Mr. Pecora (interposing). This was a time of considerable activity in the stock market as compared with the years immediately preceding, wasn't it?
Mr. JOHNSTON. I couldn't tell you about that.
Mr. PECORA. Had you completed your answer! I did not mean to interrupt you, Mr. Johnston, when you referred to 1919 and 1926, and were you beginning to mention some other period ?
Mr. JOHNSTON. And the beginning of 1928 and 1929.
Mr. PECORA. Well, you do recall that in 1928 and throughout that year, and throughout the year 1929 and up to the latter part of October there was increased activity in stock-market trading?
Mr. JOHNSTON. Yes, sir.
Mr. PECORA. Now, who had charge of the making of these call loans in behalf of the Cities Service Co. during the years 1928 and 1929 ?
Mr. JOHNSTON. The call loans were made under my supervision.
Mr. PECORA. Will you describe to the committee, briefly but concisely, the mechanism by which those loans were made? Just describe the general operation of the making of those call loans.
Mr. JOHNSTON. During the day we would call a money broker on the telephone and tell him how much money we wished to loan on call that day.
Mr. PECORA. By “money broker” do you mean a member of the New York Stock Exchange?
Mr. JOHNSTON. They are usually members of the New York Stock Exchange; yes, sir.
The CHAIRMAN. Does a money broker differ from other brokers, or bankers, or investment people, or is he a specialist of some kind !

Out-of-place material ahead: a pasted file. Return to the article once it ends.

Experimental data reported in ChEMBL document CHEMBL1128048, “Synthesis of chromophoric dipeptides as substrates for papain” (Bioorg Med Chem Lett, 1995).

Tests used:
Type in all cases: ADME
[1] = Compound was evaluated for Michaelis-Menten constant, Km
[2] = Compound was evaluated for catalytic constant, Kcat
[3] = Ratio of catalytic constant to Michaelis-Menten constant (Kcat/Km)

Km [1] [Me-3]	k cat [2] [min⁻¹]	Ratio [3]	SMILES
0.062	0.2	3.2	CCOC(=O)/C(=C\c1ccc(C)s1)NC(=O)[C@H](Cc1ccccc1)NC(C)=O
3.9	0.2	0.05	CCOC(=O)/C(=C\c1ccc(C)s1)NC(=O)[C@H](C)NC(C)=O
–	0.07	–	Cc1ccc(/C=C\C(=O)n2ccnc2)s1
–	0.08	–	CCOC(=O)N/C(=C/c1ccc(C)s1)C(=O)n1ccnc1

Mr. JOHNSTON. I think in the case of certain firms that would be the firm's specialty. In the case of other firms it would be just one department.
Mr. PECORA. Now, Mr. Johnston, will you continue with your explanation of the method or the machinery by which those call loans were made by you?
Mr. JOHNSTON. A little later on the money broker, or the office of the broker, would call up and give us the list of the loans which had been made. And then later on in the afternoon the brokers' messengers would bring in to us envelops in which there was the collateral for the loans. Our clerks would take the envelops and the collateral, check it, and hand the messenger our check for the amount.
The CHAIRMÁN. What would the collateral consist of!
Mr. JOHNSTON. A variety of stocks listed on the New York Stock Exchange.
Senator TOWNSEND. Were all of your loans made through brokers in the manner you have indicated ?
Mr. JOHNSTON. I believe the majority of them were. Occasionally some broker would call us direct and ask if he could send around a loan that day.
Mr. PECORA. Those loans were invariably made to brokers themselves, weren't they?
Mr. JOHNSTON. Yes; to members of the New York Stock Exchange.
Mr. PECORA. Were they made by the Cities Service Co. without the interposition of any bank?
Mr. JOHNSTON. Yes, sir.
Mr. PECORA. That is, the loans were made directly by the Cities Service Co. to the various brokers who received them?
Mr. JOHNSTON. Yes, sir.
Mr. PECORA. And who determined the interest rates at which those loans were made?
Mr. JOHNSTON. The interest rates were determined on the floor of the stock exchange and published.
Mr. PECORA. And they varied from day to day, did they?